Faraj al-Shibli, a suspect in the deadly 2012 attack on the U.S. diplomatic post in Benghazi, Libya, has been found dead, CNN reported late Monday, citing unnamed sources.
The suspect's body was discovered Monday in the eastern town of Marj, local residents told the network, after he was last seen being detained by a militia there two days ago.
Al-Shibli was allegedly involved in the attacks on the U.S. Consulate that killed Ambassador Chris Stevens, and three other Americans the night of Sept. 11, 2012, and the following morning, though it was unclear if he was present at the compound during the attacks.
CNN reported al-Shibli had been in contact with members of al-Qaeda in the Arabian Peninsula as well as al-Qaeda members in Pakistan. Several members of AQAP took part in the attack, it said, citing a senior U.S. law enforcement official.
Al-Shibli was detained by Libyan officials in 2013 for his alleged role in the assault after returning to the country from Pakistan. American officials may have been able to question him at that time.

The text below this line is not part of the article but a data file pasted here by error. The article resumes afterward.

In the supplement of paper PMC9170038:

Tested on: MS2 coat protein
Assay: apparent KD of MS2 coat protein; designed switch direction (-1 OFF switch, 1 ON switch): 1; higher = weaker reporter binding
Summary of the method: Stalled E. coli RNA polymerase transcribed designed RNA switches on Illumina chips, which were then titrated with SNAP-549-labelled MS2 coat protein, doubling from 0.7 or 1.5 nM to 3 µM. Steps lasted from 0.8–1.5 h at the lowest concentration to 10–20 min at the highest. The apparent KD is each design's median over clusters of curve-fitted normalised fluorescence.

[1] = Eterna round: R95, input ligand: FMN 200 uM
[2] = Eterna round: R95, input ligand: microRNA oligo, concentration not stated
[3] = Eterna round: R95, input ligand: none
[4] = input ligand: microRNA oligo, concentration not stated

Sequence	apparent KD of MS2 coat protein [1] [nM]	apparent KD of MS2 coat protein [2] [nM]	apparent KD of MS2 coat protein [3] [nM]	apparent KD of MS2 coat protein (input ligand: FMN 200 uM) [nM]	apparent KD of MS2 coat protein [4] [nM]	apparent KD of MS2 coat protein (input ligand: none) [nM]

Last month, U.S. troops captured one of the suspected ringleaders of the Benghazi attacks in a raid by U.S. special forces. Ahmed Abu Khattala faces three charges, one of which could earn him the death penalty.
The report came Monday as the United Nations pulled its staff out of Libya, where recent fighting between security forces and rival militias in Benghazi and Tripoli has killed dozens.
Tripoli International Airport was also forced to close after rocket attacks damaged the control tower and 90% of planes parked at the airport, Ahmed Lamine, a Libyan government spokesman, told Reuters.
"The government has studied the possibility to bring international forces to enhance security," Lamine said.